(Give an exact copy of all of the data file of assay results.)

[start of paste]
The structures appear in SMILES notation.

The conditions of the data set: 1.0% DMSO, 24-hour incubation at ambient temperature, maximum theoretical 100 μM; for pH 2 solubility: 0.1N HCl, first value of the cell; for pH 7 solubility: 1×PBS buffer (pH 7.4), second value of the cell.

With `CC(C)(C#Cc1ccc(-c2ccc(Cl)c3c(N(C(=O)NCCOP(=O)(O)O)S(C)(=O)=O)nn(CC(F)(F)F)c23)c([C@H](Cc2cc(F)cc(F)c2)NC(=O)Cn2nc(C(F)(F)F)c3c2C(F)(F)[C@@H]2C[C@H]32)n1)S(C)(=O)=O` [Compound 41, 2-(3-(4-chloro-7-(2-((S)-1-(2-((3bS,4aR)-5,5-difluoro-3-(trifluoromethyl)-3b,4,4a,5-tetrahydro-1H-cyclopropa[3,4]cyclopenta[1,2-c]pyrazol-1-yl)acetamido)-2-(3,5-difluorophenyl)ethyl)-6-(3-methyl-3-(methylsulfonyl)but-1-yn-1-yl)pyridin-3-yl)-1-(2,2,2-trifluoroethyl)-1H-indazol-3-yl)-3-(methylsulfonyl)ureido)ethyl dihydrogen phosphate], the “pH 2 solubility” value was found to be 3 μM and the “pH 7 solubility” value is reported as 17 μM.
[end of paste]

The structures appear in SMILES notation.

The conditions of the data set: 1.0% DMSO, 24-hour incubation at ambient temperature, maximum theoretical 100 μM; for pH 2 solubility: 0.1N HCl, first value of the cell; for pH 7 solubility: 1×PBS buffer (pH 7.4), second value of the cell.

With `CC(C)(C#Cc1ccc(-c2ccc(Cl)c3c(N(C(=O)NCCOP(=O)(O)O)S(C)(=O)=O)nn(CC(F)(F)F)c23)c([C@H](Cc2cc(F)cc(F)c2)NC(=O)Cn2nc(C(F)(F)F)c3c2C(F)(F)[C@@H]2C[C@H]32)n1)S(C)(=O)=O` [Compound 41, 2-(3-(4-chloro-7-(2-((S)-1-(2-((3bS,4aR)-5,5-difluoro-3-(trifluoromethyl)-3b,4,4a,5-tetrahydro-1H-cyclopropa[3,4]cyclopenta[1,2-c]pyrazol-1-yl)acetamido)-2-(3,5-difluorophenyl)ethyl)-6-(3-methyl-3-(methylsulfonyl)but-1-yn-1-yl)pyridin-3-yl)-1-(2,2,2-trifluoroethyl)-1H-indazol-3-yl)-3-(methylsulfonyl)ureido)ethyl dihydrogen phosphate], the “pH 2 solubility” value was found to be 3 μM and the “pH 7 solubility” value is reported as 17 μM.